Imagine you haven’t eaten cake since 2004. Now suddenly you have cake again. That sugary metaphor refers to the release of Cake’s new album Showroom of Compassion.
For those who’ve had Cake before, taking a bite after a seven-year absence will bring back all the delicious flavors you know and love; not much has changed. For those who’ve never tried Cake – you’re in for a treat.
This 2011 concoction features a tasty variety of different sounds, including raunchy guitar riffs, creamy grooving bass lines, sweetly harmonized vocals, cheesy yet inspired horn lines, a delicious drumbeat foundation and a sprinkle of politically satirical lyrics – courtesy of band leader John McCrea.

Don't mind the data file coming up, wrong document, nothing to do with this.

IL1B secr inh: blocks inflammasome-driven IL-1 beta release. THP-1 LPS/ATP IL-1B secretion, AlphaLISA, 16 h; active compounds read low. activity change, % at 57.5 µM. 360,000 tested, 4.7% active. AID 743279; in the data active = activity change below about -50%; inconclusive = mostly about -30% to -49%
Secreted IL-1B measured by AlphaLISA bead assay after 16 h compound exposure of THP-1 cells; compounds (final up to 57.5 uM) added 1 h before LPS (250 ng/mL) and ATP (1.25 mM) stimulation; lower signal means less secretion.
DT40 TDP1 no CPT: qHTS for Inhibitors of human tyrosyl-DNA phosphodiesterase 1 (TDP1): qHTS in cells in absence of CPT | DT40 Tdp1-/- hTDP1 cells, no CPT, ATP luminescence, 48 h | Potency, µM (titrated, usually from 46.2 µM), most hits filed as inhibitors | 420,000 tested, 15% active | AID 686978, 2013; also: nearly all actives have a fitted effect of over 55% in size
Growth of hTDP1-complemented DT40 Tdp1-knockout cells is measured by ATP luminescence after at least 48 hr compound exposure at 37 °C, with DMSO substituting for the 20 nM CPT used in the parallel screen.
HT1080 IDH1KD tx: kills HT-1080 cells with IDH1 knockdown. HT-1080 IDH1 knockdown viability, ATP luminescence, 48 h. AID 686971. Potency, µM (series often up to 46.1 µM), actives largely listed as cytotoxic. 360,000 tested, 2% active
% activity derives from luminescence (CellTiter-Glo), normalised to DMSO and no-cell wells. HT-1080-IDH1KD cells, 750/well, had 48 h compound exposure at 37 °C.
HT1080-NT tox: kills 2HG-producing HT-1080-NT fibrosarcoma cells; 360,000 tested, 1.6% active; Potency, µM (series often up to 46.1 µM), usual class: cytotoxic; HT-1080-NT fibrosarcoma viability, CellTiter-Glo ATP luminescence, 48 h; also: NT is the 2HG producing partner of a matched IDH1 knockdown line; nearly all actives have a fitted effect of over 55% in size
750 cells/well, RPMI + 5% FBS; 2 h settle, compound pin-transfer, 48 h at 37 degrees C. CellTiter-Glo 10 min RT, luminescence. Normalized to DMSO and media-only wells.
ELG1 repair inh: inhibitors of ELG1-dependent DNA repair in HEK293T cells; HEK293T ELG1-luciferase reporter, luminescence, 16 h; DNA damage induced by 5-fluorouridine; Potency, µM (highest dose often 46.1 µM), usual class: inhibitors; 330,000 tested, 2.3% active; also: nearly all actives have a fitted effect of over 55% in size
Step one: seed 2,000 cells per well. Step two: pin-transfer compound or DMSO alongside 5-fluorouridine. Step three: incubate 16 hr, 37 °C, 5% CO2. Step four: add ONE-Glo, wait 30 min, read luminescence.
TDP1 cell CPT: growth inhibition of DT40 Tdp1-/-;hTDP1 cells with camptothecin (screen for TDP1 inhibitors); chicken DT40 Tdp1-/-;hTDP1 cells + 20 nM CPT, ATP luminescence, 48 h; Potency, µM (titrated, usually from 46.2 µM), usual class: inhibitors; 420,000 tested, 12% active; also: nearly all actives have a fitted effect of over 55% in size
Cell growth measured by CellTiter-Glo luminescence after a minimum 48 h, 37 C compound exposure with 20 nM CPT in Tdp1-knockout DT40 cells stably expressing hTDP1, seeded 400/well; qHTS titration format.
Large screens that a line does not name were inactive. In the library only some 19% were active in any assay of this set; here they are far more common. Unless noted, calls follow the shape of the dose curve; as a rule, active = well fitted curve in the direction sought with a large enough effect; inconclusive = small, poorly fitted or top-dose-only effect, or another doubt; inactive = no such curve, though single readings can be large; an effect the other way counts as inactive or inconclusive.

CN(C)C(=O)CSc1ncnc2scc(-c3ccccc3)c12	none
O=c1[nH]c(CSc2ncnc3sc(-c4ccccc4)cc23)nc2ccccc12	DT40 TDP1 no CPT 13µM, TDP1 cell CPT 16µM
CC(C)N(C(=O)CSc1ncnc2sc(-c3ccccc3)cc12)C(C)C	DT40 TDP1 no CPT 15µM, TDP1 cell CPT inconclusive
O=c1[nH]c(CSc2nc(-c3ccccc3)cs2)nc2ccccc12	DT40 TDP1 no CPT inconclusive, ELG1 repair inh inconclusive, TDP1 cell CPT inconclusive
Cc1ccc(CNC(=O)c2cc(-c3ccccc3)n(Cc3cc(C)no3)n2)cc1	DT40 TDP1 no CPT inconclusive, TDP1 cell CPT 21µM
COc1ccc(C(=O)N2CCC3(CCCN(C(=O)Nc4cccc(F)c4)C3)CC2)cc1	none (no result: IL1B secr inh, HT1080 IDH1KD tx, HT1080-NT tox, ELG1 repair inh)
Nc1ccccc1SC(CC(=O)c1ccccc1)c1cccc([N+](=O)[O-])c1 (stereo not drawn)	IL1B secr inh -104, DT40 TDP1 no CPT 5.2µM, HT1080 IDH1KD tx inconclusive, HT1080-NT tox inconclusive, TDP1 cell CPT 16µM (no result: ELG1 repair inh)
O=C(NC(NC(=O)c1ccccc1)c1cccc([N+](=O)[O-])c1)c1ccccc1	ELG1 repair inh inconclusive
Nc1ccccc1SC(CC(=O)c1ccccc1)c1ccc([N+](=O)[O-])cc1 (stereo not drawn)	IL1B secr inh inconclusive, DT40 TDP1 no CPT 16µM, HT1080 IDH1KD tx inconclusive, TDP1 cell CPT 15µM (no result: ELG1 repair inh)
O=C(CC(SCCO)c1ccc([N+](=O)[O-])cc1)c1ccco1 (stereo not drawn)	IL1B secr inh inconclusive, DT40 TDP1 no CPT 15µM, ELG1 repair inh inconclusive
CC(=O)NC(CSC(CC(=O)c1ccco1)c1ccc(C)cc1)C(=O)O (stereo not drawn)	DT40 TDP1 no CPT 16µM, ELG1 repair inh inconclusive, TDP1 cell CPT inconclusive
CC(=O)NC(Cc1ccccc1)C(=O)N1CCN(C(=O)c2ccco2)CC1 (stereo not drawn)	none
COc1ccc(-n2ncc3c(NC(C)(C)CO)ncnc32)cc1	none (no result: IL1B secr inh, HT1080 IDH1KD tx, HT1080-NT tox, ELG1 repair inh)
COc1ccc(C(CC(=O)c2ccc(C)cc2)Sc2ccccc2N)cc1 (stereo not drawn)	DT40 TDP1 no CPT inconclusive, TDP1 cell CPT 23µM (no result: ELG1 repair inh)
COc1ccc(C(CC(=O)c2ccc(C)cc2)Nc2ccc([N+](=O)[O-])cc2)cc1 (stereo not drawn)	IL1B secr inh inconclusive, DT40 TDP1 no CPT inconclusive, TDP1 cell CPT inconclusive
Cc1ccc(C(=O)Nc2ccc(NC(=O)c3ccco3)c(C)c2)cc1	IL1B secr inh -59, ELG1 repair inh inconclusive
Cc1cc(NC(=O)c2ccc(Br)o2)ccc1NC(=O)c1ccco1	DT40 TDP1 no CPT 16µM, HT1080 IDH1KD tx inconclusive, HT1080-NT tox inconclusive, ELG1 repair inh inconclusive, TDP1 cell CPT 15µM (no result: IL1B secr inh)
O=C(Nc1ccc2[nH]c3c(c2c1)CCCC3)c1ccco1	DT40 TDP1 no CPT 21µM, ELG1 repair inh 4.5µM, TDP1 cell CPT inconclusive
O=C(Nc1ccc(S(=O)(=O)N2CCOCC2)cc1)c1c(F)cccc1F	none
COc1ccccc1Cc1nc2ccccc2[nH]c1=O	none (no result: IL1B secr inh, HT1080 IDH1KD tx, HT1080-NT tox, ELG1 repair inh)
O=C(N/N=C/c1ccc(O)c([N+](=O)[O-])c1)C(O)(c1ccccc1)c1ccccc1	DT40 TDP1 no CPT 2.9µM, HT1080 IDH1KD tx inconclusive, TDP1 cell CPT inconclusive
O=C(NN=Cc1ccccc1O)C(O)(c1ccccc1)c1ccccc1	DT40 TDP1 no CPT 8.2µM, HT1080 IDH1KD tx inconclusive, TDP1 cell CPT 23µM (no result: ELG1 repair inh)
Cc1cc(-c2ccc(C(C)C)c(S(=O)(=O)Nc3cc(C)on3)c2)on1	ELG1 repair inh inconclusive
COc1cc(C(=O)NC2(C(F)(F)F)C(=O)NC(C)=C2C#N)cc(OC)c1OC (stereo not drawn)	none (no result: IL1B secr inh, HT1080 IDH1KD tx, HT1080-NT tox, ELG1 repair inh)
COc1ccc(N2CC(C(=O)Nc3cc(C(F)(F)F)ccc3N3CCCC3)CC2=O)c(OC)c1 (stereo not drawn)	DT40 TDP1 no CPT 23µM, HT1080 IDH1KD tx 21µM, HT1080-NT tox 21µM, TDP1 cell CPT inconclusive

Let’s keep baking this pastry comparison and take Showroom of Compassion’s 11 tracks as 11 different layers of the charming confection from which the band takes its name.
“What’s Now is Now” is a thin layer of cookie cake with a pink bubble-gum filling, featuring acoustic guitar chords reminiscent of a California sunset. “The Winter” is a light layer of vanilla cream, complete with piano and bells. “Teenage Preganancy,” a mock rock-ballad instrumental, is the odd one out – the fruitcake. The most delicious flavor, and the catchiest track, is “Mustache Man,” a slab of rich peanut butter pie with hints of funky keyboards.
There is a bad aftertaste with Showroom of Compassion, however; just like the sugary treat, too much of it is a bad thing. Like Cake, Showroom of Compassion is light, fluffy, and unfulfilling. Each of the tracks go nowhere. You can get the entire flavor from the first bite and eating more is just kind of unhealthy.
However your sweet tooth will doubtlessly want a taste every now and then. When you get that craving for sugar, don’t deny it. Showroom of Compassion is worth more than a bite. Or two. Or a slice. Heck, just take the cake.